That's a very interesting question, and the result does not only evolve when one deciphers a text, but also when new inscriptions are found.
Thus, even though only one tablet was found outside of Crete before 1973, I would say the answer to your question is Linear A: there are 1427 Linear A documents with a total occurrence of 7362-7396 signs.
The linear A is a religious writing of the Minoan civilization. It is believed to be the origin of the Linear B, the most ancient written form of written Greek, used until the arrival of the alphabet.
The main difference with Linear B is that
- Linear A is not deciphered while Linear B is.
- If Linear A is pronounced similarly as Linear B, then it is unlikely to be Greek and could in fact be a language with different origins (possibly semitic).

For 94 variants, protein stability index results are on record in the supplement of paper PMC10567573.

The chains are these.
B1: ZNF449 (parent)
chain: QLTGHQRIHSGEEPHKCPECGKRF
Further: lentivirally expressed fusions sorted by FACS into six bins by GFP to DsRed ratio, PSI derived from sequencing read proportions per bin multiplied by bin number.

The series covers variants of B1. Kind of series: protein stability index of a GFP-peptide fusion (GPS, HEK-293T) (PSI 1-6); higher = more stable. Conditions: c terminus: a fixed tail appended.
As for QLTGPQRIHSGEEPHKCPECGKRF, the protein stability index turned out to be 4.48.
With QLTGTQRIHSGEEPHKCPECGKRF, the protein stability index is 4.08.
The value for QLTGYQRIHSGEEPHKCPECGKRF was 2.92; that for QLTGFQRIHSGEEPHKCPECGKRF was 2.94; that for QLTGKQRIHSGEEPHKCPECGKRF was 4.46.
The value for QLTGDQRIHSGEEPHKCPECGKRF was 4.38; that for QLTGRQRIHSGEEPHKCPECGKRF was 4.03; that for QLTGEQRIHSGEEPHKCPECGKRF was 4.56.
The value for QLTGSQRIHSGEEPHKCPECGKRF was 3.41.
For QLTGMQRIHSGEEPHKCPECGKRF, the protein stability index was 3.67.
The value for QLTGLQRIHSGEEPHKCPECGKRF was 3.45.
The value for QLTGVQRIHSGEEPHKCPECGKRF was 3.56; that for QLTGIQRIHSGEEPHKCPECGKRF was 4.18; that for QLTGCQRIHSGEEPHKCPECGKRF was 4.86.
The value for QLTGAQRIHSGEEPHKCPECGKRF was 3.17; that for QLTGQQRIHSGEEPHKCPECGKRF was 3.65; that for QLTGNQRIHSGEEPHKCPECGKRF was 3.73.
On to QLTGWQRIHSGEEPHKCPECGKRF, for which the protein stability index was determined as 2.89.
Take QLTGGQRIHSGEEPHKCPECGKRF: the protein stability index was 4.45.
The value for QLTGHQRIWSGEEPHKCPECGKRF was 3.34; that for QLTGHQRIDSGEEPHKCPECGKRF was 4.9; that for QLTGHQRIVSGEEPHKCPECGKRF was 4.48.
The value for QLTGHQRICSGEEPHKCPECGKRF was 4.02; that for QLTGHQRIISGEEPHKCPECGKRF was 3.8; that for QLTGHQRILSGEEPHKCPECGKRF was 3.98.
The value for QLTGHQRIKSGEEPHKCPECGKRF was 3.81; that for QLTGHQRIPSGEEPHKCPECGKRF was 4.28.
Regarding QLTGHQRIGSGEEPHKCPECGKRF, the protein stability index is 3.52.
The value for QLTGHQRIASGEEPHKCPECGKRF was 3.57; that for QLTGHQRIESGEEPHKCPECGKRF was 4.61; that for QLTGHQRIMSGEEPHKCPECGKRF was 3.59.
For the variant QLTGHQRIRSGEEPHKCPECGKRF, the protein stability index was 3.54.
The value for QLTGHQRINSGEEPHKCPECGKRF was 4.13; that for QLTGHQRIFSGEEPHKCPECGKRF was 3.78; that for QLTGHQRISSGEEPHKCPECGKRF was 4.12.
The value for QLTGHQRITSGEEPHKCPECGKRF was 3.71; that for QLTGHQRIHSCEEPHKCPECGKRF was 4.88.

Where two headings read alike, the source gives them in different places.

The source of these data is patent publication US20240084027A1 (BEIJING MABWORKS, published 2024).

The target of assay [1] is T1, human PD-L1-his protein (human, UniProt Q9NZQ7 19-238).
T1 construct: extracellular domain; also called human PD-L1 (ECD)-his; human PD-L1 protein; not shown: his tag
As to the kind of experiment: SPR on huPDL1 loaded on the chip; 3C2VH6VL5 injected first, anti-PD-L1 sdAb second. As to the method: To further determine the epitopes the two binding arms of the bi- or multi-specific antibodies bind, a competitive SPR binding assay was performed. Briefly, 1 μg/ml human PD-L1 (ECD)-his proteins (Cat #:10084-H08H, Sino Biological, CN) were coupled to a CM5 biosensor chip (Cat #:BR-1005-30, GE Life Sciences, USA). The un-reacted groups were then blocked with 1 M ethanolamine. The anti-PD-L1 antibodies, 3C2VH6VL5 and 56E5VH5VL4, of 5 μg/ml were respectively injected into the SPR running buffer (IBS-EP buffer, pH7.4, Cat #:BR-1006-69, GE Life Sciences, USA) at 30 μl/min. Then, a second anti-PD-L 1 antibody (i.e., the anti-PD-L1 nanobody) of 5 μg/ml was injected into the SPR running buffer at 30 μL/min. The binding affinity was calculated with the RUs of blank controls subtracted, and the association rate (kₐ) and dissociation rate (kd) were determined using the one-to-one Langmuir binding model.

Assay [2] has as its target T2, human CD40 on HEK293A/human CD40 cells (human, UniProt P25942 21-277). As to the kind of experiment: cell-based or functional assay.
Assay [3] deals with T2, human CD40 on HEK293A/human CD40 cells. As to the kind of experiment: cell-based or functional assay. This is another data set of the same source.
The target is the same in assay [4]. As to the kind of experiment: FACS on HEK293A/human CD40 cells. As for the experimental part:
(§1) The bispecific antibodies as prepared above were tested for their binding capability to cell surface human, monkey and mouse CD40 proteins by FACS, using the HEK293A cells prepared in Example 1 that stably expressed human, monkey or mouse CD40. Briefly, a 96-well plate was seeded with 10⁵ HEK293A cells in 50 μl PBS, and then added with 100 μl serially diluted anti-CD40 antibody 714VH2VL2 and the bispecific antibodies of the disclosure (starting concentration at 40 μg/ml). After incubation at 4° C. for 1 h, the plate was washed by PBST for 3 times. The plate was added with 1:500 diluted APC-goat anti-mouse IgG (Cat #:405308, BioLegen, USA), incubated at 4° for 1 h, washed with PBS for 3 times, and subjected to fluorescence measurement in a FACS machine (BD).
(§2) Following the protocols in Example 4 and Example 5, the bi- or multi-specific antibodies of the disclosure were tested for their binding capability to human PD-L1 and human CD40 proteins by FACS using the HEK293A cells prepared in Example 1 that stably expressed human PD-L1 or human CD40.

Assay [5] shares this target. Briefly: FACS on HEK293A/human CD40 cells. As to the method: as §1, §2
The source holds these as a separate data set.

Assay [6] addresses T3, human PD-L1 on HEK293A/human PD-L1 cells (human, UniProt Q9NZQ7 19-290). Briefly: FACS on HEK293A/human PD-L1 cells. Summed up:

I am giving this answer considering that, on the contrary to Mayan — previously given, Linear A is completely undeciphered while Maya script is actually deciphered although many inscriptions remain a mystery.
Of course you need to keep in mind that Linear A may answer your question only because many searches were made in ancient Greece (same goes with Egypt for instance), while there could be some unknown script, or one for which only a few tablets was found, for which we might find a much bigger corpus after all. I am aware that you asked about the largest known corpus of text, and I only mean to say that you might have bigger chances deciphering a mysterious script language by actually looking for more inscriptions of it, than you would have by studying the script that has the biggest corpus of text.